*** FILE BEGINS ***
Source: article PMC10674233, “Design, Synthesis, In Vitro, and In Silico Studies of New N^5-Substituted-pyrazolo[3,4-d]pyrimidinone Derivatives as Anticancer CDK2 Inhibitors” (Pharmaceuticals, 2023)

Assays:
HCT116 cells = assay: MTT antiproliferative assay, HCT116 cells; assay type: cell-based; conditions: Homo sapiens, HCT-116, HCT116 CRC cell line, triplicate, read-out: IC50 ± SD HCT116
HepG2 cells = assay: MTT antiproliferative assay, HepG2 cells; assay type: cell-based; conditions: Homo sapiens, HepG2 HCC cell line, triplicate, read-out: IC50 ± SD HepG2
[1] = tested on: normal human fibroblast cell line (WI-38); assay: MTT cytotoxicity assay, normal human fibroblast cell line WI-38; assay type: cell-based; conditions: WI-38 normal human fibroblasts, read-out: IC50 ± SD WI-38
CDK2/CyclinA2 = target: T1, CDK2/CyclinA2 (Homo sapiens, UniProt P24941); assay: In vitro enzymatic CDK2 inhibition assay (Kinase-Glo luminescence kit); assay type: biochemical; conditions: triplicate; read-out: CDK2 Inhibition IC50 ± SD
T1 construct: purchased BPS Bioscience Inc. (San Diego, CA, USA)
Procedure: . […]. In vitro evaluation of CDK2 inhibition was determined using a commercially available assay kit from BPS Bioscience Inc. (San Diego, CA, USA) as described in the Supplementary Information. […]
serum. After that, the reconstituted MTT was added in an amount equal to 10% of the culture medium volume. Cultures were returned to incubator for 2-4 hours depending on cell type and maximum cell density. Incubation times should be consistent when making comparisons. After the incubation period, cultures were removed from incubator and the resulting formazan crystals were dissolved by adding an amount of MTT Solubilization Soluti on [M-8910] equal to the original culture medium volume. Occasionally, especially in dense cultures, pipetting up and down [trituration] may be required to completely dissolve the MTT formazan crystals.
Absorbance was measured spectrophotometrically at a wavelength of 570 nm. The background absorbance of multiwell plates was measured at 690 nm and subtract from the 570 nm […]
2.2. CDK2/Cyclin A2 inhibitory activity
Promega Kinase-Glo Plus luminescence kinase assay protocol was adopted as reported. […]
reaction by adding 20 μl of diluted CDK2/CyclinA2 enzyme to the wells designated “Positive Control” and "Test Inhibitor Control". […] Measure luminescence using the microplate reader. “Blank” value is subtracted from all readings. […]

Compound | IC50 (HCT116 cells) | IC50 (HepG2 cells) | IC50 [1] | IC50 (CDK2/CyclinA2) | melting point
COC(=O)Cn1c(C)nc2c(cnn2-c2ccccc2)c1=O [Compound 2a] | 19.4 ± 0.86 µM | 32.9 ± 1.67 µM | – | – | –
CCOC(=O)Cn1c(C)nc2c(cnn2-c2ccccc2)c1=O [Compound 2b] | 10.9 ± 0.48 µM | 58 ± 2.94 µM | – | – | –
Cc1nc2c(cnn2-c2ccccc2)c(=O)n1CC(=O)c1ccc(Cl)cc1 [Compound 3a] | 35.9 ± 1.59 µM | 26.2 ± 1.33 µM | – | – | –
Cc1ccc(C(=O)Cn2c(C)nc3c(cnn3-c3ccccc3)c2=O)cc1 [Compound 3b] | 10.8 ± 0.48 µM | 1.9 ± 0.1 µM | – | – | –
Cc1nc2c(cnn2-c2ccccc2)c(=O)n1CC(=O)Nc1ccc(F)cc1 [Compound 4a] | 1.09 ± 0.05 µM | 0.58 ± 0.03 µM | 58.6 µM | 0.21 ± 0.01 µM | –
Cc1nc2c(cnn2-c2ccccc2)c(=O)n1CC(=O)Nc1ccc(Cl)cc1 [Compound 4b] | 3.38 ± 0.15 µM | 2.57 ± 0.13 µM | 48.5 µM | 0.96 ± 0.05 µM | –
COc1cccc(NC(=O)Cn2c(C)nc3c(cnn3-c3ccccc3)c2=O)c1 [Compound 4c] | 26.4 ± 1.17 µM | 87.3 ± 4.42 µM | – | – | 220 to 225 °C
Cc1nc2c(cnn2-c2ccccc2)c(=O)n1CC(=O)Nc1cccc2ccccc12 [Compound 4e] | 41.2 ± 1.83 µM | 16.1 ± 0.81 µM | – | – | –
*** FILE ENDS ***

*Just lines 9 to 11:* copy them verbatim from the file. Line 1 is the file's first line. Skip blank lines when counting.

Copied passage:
serum. After that, the reconstituted MTT was added in an amount equal to 10% of the culture medium volume. Cultures were returned to incubator for 2-4 hours depending on cell type and maximum cell density. Incubation times should be consistent when making comparisons. After the incubation period, cultures were removed from incubator and the resulting formazan crystals were dissolved by adding an amount of MTT Solubilization Soluti on [M-8910] equal to the original culture medium volume. Occasionally, especially in dense cultures, pipetting up and down [trituration] may be required to completely dissolve the MTT formazan crystals.
Absorbance was measured spectrophotometrically at a wavelength of 570 nm. The background absorbance of multiwell plates was measured at 690 nm and subtract from the 570 nm […]
2.2. CDK2/Cyclin A2 inhibitory activity